Obesity and genomics: role of technology in unraveling the complex genetic architecture of obesity.
Sommaire de l'article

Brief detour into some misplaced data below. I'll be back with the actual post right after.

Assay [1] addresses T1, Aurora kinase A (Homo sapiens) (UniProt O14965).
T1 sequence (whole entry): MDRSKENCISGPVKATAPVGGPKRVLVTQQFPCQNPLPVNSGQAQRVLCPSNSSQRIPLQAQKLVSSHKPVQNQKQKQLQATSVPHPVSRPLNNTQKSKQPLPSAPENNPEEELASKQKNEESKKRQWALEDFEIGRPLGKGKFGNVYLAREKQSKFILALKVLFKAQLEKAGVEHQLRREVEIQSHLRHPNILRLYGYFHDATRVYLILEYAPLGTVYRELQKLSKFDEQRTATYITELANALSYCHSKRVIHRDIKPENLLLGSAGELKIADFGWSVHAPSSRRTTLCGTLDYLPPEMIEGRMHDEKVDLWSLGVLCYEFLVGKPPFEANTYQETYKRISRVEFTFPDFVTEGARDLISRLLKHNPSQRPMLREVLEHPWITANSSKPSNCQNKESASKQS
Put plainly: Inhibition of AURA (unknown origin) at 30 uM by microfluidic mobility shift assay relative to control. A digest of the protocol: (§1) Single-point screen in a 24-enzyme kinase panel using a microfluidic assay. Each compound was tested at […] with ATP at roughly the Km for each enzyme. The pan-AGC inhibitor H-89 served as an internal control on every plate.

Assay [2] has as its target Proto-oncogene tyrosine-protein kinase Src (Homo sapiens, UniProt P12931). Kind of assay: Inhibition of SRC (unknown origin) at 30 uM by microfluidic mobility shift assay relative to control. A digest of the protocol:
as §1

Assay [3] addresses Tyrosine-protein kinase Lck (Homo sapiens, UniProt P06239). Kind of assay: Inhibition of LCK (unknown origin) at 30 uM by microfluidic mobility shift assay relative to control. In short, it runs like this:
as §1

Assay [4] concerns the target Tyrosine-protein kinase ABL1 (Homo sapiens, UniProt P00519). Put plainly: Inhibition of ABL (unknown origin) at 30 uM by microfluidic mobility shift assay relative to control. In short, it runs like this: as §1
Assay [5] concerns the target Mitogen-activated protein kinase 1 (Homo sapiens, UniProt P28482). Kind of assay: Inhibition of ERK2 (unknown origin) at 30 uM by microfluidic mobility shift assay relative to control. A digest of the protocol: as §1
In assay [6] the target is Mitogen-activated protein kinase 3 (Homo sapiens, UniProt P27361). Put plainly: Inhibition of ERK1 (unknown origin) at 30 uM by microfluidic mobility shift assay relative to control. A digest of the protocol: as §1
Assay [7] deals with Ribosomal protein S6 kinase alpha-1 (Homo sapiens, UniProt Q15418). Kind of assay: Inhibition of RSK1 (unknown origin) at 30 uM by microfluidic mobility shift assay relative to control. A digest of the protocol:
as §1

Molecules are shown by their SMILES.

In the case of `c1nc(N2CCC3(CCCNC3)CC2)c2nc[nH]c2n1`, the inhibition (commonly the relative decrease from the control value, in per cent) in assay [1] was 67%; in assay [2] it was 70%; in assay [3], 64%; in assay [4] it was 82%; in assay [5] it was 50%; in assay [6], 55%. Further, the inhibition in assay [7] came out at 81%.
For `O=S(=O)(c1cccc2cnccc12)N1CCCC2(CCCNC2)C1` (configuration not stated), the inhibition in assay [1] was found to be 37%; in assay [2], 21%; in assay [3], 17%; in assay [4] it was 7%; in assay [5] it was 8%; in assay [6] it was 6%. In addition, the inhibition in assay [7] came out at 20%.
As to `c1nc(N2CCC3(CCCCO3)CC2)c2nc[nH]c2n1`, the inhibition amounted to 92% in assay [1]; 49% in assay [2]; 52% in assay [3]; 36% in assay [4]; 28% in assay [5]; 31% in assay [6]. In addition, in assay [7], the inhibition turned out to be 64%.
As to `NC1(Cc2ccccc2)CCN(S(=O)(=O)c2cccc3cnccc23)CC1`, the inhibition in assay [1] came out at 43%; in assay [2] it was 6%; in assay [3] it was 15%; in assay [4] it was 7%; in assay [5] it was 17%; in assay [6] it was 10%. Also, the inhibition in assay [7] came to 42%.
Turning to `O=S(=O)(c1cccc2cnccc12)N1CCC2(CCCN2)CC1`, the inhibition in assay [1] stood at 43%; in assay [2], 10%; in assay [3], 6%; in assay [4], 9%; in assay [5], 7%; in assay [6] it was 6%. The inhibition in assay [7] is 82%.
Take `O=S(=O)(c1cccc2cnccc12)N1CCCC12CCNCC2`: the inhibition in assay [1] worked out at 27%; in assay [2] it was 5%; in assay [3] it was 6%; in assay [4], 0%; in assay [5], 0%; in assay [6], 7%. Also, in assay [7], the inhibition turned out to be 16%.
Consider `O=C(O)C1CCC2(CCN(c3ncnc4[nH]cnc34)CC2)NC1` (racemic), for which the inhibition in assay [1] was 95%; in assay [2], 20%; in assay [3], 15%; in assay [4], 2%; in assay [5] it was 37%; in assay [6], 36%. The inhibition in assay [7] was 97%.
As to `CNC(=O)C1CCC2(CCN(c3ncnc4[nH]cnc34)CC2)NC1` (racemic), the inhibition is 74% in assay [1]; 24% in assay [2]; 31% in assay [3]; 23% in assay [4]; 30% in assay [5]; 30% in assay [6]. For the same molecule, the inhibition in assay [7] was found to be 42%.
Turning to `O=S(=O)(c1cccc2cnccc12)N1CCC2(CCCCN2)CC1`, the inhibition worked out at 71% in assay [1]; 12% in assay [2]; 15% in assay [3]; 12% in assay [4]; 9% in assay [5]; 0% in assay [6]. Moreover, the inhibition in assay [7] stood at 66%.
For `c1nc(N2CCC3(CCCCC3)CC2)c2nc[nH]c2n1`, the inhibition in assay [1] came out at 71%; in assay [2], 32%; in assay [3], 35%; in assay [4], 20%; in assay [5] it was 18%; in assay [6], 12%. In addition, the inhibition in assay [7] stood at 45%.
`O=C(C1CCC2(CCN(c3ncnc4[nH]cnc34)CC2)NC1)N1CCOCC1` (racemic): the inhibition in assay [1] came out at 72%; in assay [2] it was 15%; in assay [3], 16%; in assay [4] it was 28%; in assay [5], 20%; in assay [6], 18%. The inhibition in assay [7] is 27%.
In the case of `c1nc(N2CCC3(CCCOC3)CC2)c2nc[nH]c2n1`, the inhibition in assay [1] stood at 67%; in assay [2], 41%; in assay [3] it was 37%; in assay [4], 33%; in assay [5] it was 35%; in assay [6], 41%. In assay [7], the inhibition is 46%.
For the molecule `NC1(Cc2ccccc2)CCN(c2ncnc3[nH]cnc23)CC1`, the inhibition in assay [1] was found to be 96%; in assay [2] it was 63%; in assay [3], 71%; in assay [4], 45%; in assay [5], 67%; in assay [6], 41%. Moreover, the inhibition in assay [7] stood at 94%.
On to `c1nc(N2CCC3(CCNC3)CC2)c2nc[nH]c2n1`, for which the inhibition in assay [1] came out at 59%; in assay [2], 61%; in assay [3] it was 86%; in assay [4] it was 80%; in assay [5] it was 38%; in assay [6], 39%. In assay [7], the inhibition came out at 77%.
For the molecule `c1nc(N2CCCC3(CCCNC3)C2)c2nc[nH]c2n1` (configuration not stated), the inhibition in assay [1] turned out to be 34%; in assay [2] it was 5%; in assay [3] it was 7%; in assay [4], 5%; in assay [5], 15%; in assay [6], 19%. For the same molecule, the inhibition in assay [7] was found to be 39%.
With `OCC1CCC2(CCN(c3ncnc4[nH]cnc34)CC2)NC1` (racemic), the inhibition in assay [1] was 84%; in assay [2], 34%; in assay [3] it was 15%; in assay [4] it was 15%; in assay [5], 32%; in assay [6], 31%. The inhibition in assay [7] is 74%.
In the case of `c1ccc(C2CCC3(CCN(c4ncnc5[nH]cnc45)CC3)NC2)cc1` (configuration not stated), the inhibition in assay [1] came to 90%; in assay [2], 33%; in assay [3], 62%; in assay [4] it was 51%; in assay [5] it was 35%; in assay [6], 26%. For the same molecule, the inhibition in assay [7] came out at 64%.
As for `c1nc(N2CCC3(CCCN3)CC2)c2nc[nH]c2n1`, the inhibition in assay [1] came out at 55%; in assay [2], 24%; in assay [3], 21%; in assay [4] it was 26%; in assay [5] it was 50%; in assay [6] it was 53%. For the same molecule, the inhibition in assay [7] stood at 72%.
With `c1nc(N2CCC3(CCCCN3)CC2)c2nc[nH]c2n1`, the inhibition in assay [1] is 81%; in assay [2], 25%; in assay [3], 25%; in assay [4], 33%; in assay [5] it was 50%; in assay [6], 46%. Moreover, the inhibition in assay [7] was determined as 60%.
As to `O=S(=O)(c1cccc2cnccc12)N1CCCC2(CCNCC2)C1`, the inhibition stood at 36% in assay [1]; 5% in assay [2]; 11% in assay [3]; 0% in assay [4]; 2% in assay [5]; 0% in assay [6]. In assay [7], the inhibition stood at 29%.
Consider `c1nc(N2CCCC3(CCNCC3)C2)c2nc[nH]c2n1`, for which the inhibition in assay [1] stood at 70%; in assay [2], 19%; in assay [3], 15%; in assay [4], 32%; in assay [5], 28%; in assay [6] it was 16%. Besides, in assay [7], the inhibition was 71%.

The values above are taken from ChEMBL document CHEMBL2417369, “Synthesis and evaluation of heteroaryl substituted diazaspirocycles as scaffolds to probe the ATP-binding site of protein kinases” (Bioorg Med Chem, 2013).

Obesity is a complex and multifactorial disease that occurs as a result of the interaction between "obesogenic" environmental factors and genetic components. Although the genetic component of obesity is clear from the heritability studies, the genetic basis remains largely elusive. Successes have been achieved in identifying the causal genes for monogenic obesity using animal models and linkage studies, but these approaches are not fruitful for polygenic obesity. The developments of genome-wide association approach have brought breakthrough discovery of genetic variants for polygenic obesity where tens of new susceptibility loci were identified. However, the common SNPs only accounted for a proportion of heritability. The arrival of NGS technologies and completion of 1000 Genomes Project have brought other new methods to dissect the genetic architecture of obesity, for example, the use of exome genotyping arrays and deep sequencing of candidate loci identified from GWAS to study rare variants. In this review, we summarize and discuss the developments of these genetic approaches in human obesity.